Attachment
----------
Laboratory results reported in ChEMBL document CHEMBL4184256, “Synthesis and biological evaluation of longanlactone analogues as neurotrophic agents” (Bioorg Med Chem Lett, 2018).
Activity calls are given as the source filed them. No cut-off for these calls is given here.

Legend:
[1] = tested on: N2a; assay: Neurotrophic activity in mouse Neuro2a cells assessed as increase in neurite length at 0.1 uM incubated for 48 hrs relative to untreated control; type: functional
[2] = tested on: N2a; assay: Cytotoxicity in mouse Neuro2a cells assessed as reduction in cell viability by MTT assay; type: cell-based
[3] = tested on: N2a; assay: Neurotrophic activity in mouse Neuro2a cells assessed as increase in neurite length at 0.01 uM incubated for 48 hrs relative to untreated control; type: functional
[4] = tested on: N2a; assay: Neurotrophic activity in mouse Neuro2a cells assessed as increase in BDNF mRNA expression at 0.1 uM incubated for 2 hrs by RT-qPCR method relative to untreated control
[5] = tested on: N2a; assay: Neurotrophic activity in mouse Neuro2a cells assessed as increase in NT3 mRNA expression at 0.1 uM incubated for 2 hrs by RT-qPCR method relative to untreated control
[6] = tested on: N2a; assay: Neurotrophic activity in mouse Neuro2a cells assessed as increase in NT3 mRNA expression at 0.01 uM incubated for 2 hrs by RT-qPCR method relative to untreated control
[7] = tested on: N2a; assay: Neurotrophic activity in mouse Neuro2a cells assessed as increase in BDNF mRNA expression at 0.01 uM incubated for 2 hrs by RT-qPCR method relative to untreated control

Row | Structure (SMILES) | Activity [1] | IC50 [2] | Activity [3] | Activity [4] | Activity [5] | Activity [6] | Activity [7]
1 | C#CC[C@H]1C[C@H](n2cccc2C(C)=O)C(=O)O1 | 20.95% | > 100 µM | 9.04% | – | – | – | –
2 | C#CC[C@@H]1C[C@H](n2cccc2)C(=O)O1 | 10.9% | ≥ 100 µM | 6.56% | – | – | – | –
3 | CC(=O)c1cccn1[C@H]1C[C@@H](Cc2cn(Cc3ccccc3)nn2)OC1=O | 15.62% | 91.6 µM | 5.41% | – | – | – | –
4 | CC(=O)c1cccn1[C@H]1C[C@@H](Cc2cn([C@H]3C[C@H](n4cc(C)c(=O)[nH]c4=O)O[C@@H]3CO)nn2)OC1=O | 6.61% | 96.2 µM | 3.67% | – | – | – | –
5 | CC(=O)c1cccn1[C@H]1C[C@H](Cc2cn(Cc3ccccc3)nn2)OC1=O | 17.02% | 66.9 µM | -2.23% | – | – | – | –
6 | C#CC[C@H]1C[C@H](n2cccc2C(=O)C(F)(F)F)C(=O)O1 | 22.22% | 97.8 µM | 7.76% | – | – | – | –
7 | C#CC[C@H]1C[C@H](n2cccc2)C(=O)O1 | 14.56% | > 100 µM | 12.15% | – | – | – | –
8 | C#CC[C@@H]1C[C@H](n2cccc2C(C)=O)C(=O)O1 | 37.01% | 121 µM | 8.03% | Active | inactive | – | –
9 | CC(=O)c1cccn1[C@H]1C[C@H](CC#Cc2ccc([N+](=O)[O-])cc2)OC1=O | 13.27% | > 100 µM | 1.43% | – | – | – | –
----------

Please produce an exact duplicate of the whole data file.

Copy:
Laboratory results reported in ChEMBL document CHEMBL4184256, “Synthesis and biological evaluation of longanlactone analogues as neurotrophic agents” (Bioorg Med Chem Lett, 2018).
Activity calls are given as the source filed them. No cut-off for these calls is given here.

Legend:
[1] = tested on: N2a; assay: Neurotrophic activity in mouse Neuro2a cells assessed as increase in neurite length at 0.1 uM incubated for 48 hrs relative to untreated control; type: functional
[2] = tested on: N2a; assay: Cytotoxicity in mouse Neuro2a cells assessed as reduction in cell viability by MTT assay; type: cell-based
[3] = tested on: N2a; assay: Neurotrophic activity in mouse Neuro2a cells assessed as increase in neurite length at 0.01 uM incubated for 48 hrs relative to untreated control; type: functional
[4] = tested on: N2a; assay: Neurotrophic activity in mouse Neuro2a cells assessed as increase in BDNF mRNA expression at 0.1 uM incubated for 2 hrs by RT-qPCR method relative to untreated control
[5] = tested on: N2a; assay: Neurotrophic activity in mouse Neuro2a cells assessed as increase in NT3 mRNA expression at 0.1 uM incubated for 2 hrs by RT-qPCR method relative to untreated control
[6] = tested on: N2a; assay: Neurotrophic activity in mouse Neuro2a cells assessed as increase in NT3 mRNA expression at 0.01 uM incubated for 2 hrs by RT-qPCR method relative to untreated control
[7] = tested on: N2a; assay: Neurotrophic activity in mouse Neuro2a cells assessed as increase in BDNF mRNA expression at 0.01 uM incubated for 2 hrs by RT-qPCR method relative to untreated control

Row | Structure (SMILES) | Activity [1] | IC50 [2] | Activity [3] | Activity [4] | Activity [5] | Activity [6] | Activity [7]
1 | C#CC[C@H]1C[C@H](n2cccc2C(C)=O)C(=O)O1 | 20.95% | > 100 µM | 9.04% | – | – | – | –
2 | C#CC[C@@H]1C[C@H](n2cccc2)C(=O)O1 | 10.9% | ≥ 100 µM | 6.56% | – | – | – | –
3 | CC(=O)c1cccn1[C@H]1C[C@@H](Cc2cn(Cc3ccccc3)nn2)OC1=O | 15.62% | 91.6 µM | 5.41% | – | – | – | –
4 | CC(=O)c1cccn1[C@H]1C[C@@H](Cc2cn([C@H]3C[C@H](n4cc(C)c(=O)[nH]c4=O)O[C@@H]3CO)nn2)OC1=O | 6.61% | 96.2 µM | 3.67% | – | – | – | –
5 | CC(=O)c1cccn1[C@H]1C[C@H](Cc2cn(Cc3ccccc3)nn2)OC1=O | 17.02% | 66.9 µM | -2.23% | – | – | – | –
6 | C#CC[C@H]1C[C@H](n2cccc2C(=O)C(F)(F)F)C(=O)O1 | 22.22% | 97.8 µM | 7.76% | – | – | – | –
7 | C#CC[C@H]1C[C@H](n2cccc2)C(=O)O1 | 14.56% | > 100 µM | 12.15% | – | – | – | –
8 | C#CC[C@@H]1C[C@H](n2cccc2C(C)=O)C(=O)O1 | 37.01% | 121 µM | 8.03% | Active | inactive | – | –
9 | CC(=O)c1cccn1[C@H]1C[C@H](CC#Cc2ccc([N+](=O)[O-])cc2)OC1=O | 13.27% | > 100 µM | 1.43% | – | – | – | –